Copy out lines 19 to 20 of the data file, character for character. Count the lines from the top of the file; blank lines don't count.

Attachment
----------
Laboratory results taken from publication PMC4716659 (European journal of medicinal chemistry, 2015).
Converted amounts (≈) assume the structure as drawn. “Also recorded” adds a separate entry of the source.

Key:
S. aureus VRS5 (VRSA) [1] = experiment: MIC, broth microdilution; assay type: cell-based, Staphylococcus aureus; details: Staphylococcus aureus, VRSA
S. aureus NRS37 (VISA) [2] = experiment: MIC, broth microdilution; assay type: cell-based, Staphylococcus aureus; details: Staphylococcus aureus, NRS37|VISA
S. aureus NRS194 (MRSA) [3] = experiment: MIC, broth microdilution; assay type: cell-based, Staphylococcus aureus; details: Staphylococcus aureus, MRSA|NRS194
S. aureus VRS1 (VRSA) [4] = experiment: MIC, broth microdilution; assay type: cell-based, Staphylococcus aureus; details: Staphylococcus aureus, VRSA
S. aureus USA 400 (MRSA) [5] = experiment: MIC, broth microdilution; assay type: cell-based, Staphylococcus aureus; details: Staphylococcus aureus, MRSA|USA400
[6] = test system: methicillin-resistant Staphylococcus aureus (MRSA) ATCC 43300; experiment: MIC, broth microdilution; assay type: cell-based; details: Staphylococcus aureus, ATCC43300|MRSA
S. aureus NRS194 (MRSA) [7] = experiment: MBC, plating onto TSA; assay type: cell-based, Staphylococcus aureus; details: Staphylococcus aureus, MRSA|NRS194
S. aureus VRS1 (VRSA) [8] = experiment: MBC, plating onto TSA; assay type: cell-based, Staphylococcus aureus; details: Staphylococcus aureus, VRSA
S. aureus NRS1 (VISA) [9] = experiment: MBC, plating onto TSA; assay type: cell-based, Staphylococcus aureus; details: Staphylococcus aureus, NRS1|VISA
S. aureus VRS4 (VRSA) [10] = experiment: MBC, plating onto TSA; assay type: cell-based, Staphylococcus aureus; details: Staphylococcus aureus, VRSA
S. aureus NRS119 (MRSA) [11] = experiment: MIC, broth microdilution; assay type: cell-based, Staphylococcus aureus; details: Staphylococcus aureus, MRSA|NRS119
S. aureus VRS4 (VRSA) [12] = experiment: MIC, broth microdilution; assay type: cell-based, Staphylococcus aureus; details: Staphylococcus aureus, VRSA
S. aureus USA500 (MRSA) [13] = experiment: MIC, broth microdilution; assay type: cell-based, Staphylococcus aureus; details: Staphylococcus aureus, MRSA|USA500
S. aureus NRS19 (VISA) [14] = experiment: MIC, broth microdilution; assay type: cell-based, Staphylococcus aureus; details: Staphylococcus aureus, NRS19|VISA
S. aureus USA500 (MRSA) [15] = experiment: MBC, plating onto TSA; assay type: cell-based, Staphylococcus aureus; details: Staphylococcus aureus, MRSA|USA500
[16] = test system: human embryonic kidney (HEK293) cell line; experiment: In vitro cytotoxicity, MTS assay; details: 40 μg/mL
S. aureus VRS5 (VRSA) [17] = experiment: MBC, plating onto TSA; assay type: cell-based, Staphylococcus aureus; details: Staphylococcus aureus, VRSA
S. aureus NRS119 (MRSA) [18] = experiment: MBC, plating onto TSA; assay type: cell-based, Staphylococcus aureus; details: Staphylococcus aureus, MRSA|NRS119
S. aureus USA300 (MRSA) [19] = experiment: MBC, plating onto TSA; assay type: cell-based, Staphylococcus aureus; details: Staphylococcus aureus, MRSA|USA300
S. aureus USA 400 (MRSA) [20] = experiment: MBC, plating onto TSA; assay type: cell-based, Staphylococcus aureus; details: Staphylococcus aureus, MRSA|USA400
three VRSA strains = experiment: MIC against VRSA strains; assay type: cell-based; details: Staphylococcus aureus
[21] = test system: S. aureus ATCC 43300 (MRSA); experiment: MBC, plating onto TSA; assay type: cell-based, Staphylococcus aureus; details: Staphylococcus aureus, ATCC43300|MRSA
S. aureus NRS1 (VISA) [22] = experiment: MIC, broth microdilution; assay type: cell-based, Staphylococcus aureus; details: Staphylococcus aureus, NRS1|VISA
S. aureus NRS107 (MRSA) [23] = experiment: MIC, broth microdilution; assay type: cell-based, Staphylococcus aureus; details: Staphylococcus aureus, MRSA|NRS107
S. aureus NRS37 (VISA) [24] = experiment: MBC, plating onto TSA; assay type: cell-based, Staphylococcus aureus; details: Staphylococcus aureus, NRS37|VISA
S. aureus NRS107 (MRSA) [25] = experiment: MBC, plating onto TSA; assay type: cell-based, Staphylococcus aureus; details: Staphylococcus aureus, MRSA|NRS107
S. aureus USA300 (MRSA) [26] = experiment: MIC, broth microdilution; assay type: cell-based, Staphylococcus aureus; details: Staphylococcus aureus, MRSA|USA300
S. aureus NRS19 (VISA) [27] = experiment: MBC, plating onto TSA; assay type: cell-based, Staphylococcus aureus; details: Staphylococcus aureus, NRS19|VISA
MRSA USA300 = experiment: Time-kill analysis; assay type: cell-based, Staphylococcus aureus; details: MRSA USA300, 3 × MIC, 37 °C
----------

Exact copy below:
[16] = test system: human embryonic kidney (HEK293) cell line; experiment: In vitro cytotoxicity, MTS assay; details: 40 μg/mL
S. aureus VRS5 (VRSA) [17] = experiment: MBC, plating onto TSA; assay type: cell-based, Staphylococcus aureus; details: Staphylococcus aureus, VRSA